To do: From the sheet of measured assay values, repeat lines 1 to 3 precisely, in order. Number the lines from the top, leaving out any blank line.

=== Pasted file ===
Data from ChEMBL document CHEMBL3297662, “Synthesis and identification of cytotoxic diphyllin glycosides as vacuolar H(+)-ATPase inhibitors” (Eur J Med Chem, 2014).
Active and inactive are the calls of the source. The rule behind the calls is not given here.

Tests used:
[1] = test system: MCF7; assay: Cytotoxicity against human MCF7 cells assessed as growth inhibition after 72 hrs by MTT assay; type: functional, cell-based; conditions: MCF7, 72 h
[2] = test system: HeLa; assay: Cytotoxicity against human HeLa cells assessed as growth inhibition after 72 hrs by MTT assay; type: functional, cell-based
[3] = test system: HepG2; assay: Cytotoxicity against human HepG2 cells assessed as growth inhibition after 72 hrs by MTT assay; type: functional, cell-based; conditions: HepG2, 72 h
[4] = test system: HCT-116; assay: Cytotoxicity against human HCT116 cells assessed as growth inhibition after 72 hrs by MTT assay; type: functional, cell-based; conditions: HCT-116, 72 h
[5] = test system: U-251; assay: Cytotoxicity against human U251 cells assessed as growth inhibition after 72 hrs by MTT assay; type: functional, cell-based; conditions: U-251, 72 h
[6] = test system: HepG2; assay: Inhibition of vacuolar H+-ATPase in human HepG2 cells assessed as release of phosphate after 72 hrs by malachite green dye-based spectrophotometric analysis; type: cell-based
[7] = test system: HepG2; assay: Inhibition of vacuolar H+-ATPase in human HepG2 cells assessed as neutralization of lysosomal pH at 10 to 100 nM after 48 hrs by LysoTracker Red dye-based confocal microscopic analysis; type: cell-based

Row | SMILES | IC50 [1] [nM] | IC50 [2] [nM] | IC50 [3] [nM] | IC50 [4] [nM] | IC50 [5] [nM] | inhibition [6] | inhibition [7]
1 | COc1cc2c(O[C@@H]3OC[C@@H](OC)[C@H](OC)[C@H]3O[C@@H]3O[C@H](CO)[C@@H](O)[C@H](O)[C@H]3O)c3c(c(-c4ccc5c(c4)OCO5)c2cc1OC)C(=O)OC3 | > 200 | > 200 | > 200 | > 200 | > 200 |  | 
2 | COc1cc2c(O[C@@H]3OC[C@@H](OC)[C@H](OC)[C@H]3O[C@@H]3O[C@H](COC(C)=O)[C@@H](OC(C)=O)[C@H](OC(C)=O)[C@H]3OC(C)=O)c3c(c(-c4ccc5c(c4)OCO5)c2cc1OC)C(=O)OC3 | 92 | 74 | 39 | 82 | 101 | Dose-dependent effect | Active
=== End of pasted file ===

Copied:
Data from ChEMBL document CHEMBL3297662, “Synthesis and identification of cytotoxic diphyllin glycosides as vacuolar H(+)-ATPase inhibitors” (Eur J Med Chem, 2014).
Active and inactive are the calls of the source. The rule behind the calls is not given here.

Tests used: